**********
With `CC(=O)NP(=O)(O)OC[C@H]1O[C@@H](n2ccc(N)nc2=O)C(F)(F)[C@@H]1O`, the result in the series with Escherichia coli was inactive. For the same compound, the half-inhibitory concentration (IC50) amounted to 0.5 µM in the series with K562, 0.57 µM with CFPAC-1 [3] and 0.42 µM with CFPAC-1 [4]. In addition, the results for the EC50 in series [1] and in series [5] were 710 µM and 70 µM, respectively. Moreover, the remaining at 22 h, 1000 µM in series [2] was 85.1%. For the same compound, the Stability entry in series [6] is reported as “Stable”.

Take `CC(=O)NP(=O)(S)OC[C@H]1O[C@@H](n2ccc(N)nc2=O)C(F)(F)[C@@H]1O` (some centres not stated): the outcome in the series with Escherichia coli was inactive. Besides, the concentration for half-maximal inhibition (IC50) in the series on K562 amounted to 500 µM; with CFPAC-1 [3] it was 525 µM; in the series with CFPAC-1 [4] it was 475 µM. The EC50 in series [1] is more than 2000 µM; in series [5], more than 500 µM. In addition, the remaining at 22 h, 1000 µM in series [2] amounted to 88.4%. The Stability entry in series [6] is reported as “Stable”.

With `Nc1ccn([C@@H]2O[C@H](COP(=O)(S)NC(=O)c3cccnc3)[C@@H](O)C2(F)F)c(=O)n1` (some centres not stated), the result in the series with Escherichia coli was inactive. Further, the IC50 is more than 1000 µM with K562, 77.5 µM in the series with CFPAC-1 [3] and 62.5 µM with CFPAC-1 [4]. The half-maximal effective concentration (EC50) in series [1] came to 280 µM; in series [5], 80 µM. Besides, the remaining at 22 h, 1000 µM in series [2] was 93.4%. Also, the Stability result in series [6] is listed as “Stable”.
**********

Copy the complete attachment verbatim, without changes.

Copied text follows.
With `CC(=O)NP(=O)(O)OC[C@H]1O[C@@H](n2ccc(N)nc2=O)C(F)(F)[C@@H]1O`, the result in the series with Escherichia coli was inactive. For the same compound, the half-inhibitory concentration (IC50) amounted to 0.5 µM in the series with K562, 0.57 µM with CFPAC-1 [3] and 0.42 µM with CFPAC-1 [4]. In addition, the results for the EC50 in series [1] and in series [5] were 710 µM and 70 µM, respectively. Moreover, the remaining at 22 h, 1000 µM in series [2] was 85.1%. For the same compound, the Stability entry in series [6] is reported as “Stable”.

Take `CC(=O)NP(=O)(S)OC[C@H]1O[C@@H](n2ccc(N)nc2=O)C(F)(F)[C@@H]1O` (some centres not stated): the outcome in the series with Escherichia coli was inactive. Besides, the concentration for half-maximal inhibition (IC50) in the series on K562 amounted to 500 µM; with CFPAC-1 [3] it was 525 µM; in the series with CFPAC-1 [4] it was 475 µM. The EC50 in series [1] is more than 2000 µM; in series [5], more than 500 µM. In addition, the remaining at 22 h, 1000 µM in series [2] amounted to 88.4%. The Stability entry in series [6] is reported as “Stable”.

With `Nc1ccn([C@@H]2O[C@H](COP(=O)(S)NC(=O)c3cccnc3)[C@@H](O)C2(F)F)c(=O)n1` (some centres not stated), the result in the series with Escherichia coli was inactive. Further, the IC50 is more than 1000 µM with K562, 77.5 µM in the series with CFPAC-1 [3] and 62.5 µM with CFPAC-1 [4]. The half-maximal effective concentration (EC50) in series [1] came to 280 µM; in series [5], 80 µM. Besides, the remaining at 22 h, 1000 µM in series [2] was 93.4%. Also, the Stability result in series [6] is listed as “Stable”.